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The NCAN gene: schizophrenia susceptibility and cognitive dysfunction

Authors Wang P, Cai J, Ni J, Zhang J, Tang W, Zhang C

Received 26 July 2016

Accepted for publication 13 September 2016

Published 4 November 2016 Volume 2016:12 Pages 2875—2883


Checked for plagiarism Yes

Review by Single anonymous peer review

Peer reviewer comments 2

Editor who approved publication: Professor Wai Kwong Tang

Peirong Wang,1 Jun Cai,2 Jianliang Ni,1 Jiangtao Zhang,1 Wei Tang,3 Chen Zhang2

1Department of Psychiatry, Tongde Hospital of Zhejiang Province, Hangzhou, Zhejiang, 2Schizophrenia Program, Shanghai Mental Health Center, Shanghai Jiao Tong University School of Medicine, Shanghai, 3Wenzhou Kangning Hospital, Wenzhou, Zhejiang, People’s Republic of China

Background: Cognitive dysfunction has been recognized as a cardinal feature of schizophrenia. Elucidating the neurobiological substrates of cognitive dysfunction in schizophrenia would help identify the underlying mechanism of this disorder. The rs1064395 single nucleotide polymorphism, within the gene encoding neurocan (NCAN), is reported to be associated with schizophrenia in European populations and may influence brain structure in patients with schizophrenia.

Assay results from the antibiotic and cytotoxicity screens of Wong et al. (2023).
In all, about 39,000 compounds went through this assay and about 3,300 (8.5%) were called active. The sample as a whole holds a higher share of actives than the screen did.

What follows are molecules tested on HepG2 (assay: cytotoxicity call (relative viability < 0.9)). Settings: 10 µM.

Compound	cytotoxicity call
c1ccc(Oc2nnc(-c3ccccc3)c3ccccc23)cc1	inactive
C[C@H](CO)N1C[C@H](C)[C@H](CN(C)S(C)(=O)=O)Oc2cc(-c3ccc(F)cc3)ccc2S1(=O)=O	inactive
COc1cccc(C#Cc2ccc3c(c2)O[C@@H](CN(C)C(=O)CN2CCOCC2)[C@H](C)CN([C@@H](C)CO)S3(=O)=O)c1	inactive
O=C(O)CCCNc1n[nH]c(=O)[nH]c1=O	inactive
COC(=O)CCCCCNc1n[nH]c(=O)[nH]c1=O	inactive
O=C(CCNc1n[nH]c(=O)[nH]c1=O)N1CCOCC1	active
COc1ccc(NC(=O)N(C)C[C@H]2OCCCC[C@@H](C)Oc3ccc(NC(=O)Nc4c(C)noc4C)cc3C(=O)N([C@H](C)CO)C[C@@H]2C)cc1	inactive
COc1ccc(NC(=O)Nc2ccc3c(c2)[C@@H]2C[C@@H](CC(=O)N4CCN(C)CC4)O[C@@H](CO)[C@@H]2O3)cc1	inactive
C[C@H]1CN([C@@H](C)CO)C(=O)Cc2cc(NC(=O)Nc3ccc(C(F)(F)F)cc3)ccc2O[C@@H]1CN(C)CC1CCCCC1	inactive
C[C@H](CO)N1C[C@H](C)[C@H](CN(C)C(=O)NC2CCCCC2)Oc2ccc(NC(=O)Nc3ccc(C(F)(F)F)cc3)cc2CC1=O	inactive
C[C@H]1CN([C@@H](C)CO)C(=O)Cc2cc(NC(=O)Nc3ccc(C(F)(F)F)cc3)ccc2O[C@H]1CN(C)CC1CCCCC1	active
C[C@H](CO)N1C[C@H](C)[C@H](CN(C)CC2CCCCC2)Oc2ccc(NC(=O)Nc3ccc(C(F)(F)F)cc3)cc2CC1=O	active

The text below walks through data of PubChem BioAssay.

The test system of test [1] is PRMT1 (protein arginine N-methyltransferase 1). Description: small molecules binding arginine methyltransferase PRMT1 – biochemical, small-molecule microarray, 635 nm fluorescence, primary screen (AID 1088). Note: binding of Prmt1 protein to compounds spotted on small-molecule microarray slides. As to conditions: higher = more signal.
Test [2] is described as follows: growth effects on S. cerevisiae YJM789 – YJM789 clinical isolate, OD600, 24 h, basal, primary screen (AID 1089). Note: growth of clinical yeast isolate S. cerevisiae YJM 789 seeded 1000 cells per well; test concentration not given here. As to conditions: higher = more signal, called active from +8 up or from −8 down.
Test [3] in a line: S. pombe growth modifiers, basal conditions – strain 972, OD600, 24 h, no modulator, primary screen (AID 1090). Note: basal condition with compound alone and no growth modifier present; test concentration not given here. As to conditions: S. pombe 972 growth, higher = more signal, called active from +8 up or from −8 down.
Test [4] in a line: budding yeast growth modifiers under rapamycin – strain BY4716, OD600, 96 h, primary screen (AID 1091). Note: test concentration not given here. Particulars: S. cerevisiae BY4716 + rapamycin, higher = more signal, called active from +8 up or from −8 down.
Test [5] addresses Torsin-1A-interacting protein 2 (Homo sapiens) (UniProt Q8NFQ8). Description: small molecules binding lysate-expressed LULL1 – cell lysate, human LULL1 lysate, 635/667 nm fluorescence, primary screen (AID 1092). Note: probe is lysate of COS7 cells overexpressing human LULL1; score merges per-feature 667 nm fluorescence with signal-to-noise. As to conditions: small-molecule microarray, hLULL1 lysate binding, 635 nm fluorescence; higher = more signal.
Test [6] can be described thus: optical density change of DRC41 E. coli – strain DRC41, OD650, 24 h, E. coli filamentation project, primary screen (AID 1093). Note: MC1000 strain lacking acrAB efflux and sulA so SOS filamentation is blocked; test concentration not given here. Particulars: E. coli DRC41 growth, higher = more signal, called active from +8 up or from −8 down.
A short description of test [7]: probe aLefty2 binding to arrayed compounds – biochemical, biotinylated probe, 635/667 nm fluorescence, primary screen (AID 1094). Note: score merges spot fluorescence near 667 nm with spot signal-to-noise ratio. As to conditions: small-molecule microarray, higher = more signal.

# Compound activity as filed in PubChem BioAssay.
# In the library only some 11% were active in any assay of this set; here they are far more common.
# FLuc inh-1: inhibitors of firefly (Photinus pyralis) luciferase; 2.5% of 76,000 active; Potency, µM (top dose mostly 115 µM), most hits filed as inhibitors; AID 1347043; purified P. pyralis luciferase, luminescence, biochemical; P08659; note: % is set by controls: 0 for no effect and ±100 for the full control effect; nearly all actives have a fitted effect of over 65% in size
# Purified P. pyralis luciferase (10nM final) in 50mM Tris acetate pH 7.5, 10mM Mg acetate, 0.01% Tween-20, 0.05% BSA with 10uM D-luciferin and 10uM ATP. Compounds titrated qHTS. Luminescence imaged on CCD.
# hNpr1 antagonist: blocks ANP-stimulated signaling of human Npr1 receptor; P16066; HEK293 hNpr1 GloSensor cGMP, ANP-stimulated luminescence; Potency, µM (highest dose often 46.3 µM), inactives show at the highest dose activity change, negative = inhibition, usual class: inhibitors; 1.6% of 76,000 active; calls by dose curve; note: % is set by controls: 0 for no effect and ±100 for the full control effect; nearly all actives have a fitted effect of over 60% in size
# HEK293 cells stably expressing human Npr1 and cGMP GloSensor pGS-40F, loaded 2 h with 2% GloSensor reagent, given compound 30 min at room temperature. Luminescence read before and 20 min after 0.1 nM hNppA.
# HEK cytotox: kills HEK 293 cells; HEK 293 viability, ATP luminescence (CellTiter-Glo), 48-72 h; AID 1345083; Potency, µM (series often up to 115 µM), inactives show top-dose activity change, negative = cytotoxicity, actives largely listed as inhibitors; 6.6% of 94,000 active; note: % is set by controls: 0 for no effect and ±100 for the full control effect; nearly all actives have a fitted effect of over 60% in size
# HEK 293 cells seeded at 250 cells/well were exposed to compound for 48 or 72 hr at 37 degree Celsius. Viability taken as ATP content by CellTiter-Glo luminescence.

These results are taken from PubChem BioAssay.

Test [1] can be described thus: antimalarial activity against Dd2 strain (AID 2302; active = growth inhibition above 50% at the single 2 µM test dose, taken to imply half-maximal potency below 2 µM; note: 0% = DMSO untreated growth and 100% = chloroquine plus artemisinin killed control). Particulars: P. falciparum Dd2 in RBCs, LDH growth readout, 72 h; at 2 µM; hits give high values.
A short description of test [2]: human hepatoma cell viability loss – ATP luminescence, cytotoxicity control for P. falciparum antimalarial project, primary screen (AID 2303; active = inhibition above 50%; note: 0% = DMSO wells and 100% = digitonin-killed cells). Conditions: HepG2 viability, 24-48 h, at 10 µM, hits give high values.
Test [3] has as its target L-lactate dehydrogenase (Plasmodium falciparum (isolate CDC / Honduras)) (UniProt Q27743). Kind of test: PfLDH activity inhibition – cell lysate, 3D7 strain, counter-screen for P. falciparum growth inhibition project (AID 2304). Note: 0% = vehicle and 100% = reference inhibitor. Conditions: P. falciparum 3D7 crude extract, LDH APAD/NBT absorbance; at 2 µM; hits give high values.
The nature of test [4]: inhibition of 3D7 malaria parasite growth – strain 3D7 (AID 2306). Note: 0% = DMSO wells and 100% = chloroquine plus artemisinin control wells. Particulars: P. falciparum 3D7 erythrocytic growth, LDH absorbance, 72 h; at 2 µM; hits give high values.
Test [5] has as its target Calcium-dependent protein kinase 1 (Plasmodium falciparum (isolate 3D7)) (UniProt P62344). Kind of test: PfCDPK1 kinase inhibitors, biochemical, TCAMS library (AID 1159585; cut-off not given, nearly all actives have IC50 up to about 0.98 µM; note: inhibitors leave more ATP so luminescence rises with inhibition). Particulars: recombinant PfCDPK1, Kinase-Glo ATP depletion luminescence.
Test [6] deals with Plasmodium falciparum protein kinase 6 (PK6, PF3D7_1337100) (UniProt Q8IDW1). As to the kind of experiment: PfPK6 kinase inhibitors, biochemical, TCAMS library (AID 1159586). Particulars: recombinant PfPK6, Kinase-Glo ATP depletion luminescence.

Methods: In this study, we aimed to explore whether NCAN rs1064395 confers some risk for schizophrenia and cognitive dysfunction in Han Chinese. We recruited 681 patients with schizophrenia and 699 healthy subjects. Two hundred and fifty-four patients were evaluated according to Repeatable Battery for the Assessment of Neuropsychological Status (RBANS).
Results: There were no significant differences in genotype or allele distributions of the rs1064395 polymorphism between the schizophrenia and control groups. Patients showed significantly poorer performance than controls on immediate memory, visuospatial skill, language, attention, delayed memory, and total RBANS score. Patients with the A/A or A/G genotype of rs1064395 had lower scores of immediate memory, visuospatial skill, attention, and total RBANS score than those with the G/G genotype. We performed an expression quantitative trait loci analysis and observed a significant association between rs1064395 and NCAN expression in the frontal (P=0.0022, P=0.022 after Bonferroni correction) and cerebellar cortex (P=0.0032, P=0.032 after Bonferroni correction).
Conclusion: Our findings indicate that this single nucleotide polymorphism may be a risk factor for cognitive dysfunction in patients with schizophrenia. Further investigations are warranted for validation purposes and to identify the precise mechanism by which rs1064395 influences cognitive performance in patients with schizophrenia.

NCAN, schizophrenia, cognitive function, polymorphism, eQTL

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